When central populations exhibit more genetic diversity than peripheral populations: A simulation study
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The central-peripheral population hypothesis (CPH) predicts that peripheral populations have reduced genetic variability. Therefore, it is often assumed that they deserve higher conservation priority over central populations. We examined this hypothesis using computer simulations with the objective of determining the range of species properties (parameters) under which a species is likely to exhibit the CPH pattern. The interaction between migration, genetic drift, and time of population establishment was examined; in particular, various parameters of migration, such as mode of dispersal, migration rate, and maximum migration distance, were investigated. The CPH pattern was observed only within a narrow parameter window of various species properties. Active dispersers with low migration rate and moderate maximum migration distance were more likely to have higher genetic diversity in the central populations than in the peripheral populations. Newly established populations were also more likely to exhibit the CPH pattern. Although migration rate appeared to be the most important determining factor, sensitivity analysis suggested that the interaction between parameters is probably more important than any single parameter. Our findings have important implications for conservation programs.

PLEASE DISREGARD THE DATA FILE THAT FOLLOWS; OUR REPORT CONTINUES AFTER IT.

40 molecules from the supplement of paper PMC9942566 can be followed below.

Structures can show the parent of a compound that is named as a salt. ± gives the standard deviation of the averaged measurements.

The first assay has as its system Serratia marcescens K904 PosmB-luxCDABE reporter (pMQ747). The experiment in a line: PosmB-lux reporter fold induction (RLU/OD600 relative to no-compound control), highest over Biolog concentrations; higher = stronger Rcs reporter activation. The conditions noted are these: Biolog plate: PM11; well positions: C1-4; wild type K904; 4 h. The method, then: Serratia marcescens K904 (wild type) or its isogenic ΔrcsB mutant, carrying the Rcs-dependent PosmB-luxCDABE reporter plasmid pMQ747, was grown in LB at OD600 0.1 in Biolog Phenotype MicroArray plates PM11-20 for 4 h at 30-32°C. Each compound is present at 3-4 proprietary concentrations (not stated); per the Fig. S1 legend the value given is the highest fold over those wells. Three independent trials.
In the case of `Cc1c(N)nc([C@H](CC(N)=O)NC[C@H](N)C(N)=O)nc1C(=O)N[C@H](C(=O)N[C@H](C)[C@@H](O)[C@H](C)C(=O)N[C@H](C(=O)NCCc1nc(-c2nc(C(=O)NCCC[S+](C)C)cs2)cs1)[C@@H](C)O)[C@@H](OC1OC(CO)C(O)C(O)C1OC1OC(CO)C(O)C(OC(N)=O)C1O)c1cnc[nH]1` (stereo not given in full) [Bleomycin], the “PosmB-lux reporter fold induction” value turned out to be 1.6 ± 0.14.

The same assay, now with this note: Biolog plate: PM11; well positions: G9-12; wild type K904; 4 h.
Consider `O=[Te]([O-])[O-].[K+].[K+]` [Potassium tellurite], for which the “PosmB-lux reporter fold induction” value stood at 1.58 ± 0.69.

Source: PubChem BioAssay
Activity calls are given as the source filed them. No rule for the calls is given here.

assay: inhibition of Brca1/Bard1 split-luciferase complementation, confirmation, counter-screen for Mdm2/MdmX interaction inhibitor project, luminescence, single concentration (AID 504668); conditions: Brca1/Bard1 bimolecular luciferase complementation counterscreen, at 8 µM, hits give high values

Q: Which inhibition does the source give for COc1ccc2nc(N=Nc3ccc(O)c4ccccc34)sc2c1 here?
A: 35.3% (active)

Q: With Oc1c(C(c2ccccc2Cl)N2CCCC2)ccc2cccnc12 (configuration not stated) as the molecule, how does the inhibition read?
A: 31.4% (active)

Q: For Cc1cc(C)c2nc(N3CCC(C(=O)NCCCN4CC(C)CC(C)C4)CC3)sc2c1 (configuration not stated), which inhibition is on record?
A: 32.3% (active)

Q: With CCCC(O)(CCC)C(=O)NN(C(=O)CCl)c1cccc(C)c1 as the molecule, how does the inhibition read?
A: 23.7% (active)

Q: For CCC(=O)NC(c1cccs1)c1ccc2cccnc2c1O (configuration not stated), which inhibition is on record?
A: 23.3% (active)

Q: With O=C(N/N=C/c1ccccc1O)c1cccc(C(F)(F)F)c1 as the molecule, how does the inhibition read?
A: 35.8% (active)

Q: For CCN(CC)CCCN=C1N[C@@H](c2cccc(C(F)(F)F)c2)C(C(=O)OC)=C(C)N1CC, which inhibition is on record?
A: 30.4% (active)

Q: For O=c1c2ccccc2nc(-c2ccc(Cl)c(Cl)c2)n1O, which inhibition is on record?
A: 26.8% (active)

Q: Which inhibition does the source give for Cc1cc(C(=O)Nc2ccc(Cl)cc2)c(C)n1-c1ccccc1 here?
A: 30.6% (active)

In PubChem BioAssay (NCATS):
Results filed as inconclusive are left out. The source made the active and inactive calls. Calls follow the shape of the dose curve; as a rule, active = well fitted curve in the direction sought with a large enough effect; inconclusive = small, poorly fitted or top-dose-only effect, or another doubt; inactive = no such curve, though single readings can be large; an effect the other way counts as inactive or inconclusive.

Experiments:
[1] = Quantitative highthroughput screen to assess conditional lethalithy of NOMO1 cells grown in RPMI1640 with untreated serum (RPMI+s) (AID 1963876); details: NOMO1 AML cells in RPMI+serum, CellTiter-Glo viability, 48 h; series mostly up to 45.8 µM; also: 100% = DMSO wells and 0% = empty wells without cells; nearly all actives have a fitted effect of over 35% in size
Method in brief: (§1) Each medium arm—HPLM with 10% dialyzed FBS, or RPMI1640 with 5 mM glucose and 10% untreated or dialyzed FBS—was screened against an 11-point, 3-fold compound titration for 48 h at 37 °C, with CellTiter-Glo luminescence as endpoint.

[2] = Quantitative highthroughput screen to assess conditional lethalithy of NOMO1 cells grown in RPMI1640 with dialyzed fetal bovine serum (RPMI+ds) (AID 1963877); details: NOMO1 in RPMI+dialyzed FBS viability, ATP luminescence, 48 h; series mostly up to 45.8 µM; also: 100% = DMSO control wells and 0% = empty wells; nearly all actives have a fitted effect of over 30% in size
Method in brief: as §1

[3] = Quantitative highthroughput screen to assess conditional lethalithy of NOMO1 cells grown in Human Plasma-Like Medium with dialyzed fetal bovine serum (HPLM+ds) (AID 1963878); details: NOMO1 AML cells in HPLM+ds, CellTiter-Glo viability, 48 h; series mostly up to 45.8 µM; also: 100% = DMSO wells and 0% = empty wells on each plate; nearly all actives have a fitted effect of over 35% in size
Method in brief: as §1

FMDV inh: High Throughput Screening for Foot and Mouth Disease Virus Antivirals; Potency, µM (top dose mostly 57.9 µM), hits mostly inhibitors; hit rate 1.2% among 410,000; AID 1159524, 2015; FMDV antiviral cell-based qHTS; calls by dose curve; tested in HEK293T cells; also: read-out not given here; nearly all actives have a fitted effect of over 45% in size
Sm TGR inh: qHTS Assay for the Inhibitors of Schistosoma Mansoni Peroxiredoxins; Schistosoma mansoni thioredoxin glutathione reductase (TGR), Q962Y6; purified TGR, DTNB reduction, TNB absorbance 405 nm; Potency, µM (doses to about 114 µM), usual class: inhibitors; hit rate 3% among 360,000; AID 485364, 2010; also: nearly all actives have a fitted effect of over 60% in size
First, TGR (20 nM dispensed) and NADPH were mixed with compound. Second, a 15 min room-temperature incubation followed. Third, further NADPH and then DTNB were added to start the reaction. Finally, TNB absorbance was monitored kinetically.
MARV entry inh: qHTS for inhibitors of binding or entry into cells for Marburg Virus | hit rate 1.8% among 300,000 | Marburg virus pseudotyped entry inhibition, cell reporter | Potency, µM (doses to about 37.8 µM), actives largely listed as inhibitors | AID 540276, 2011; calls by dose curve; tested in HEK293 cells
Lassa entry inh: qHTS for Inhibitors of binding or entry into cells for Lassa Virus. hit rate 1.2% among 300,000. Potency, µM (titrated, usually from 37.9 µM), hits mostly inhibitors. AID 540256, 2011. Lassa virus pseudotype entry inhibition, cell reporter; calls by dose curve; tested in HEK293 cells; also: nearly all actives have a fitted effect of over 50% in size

Keywordscentral-peripheral population hypothesis migration genetic drift population establishment time active disperser passive disperser conservation
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